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  • Sourcing Tanzanite

Sourcing Tanzanite

Sourcing Tanzanite

We recently put together this stunning Tanzanite and diamond ring for our customer, but sourcing Tanzanite of this size and quality is becoming increasingly difficult.

To begin with, Tanzanite is rare.  It is only found in one location on Earth, a small area in Tanzania among the foothills of Mount Kilimanjaro.  It has never been found anywhere else and the complex ingredients and conditions required for it to form mean that the chances of finding another deposit are thought to be a million to one.  It is always difficult to predict how long mines will continue to produce, but geologists estimate possibly around 25 years of supply is left and the yield from the mine is diminishing as the years go by.  

Tanzanite in any quality is a rare material, but stones that have an intense violet-blue colour alongside fantastic clarity and large size (the stone in this ring weighs 7.30ct) make up only a tiny proportion of what is mined.  This means it can be tricky to find a stone if you are looking for a particular shape and size.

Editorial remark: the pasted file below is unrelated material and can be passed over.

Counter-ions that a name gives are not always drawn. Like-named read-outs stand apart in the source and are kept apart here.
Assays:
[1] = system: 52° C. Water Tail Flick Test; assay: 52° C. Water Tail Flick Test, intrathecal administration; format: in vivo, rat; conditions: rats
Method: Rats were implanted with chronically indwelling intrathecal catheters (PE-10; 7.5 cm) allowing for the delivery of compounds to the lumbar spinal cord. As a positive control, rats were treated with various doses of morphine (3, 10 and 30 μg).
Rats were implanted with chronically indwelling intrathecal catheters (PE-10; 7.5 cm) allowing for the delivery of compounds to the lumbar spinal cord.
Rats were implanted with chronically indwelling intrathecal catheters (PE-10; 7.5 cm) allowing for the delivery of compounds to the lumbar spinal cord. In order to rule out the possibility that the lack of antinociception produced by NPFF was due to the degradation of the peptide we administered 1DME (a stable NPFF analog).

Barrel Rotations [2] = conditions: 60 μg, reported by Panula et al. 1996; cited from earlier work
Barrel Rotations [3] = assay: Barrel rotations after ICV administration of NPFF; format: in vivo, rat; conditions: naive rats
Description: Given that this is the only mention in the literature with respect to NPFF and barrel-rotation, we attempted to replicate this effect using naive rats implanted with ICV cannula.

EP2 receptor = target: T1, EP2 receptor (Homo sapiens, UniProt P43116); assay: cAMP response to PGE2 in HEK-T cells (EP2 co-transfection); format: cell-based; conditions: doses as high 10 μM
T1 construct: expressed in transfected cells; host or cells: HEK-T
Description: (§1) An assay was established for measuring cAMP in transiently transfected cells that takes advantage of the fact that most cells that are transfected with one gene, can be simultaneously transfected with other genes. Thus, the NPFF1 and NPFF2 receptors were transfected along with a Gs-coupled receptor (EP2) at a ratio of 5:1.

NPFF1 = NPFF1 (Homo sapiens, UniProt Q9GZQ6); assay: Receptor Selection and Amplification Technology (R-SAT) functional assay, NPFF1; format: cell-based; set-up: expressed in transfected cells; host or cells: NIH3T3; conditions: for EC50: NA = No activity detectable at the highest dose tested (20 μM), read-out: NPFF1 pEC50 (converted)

Recent changes in the law in Tanzania have also had an impact upon the supply of fine quality material into the jewellery market.  The Tanzanian government have made it illegal to export rough Tanzanite crystals; now all stones must be cut before they can leave the country.  The aim of this policy is sensible; it is an attempt to ensure that more of the money made by Tanzanite stays in Tanzania.  In practice however, the change has disrupted supply.  Cutting gemstones is a highly skilled job and Tanzania doesn't have an established cutting industry.  This cannot be established overnight and in the meantime suppliers are finding themselves having to have the material they buy re-cut in order to produce the attractive stones demanded by the market.  Re-cutting a stone reduces its size and earlier mistakes in the cutting process can limit the options available to the later cutter.  This has a particular impact on the supply of large stones; having the Tanzanite cut twice increases the amount of weight lost, usually resulting in a smaller stone than would otherwise have been possible.

Hopefully, time will see the difficult cutting situation improve, but with decreasing supply it seems likely that fine Tanzanite will remain a tricky gemstone to source.  If you are looking to purchase a Tanzanite our experienced team of jewellers and gemmologists will be happy to help you.  You can simply drop in to our showroom for an informal chat; there is no need to book an appointment.

  • Post author
    Zoe Lewis

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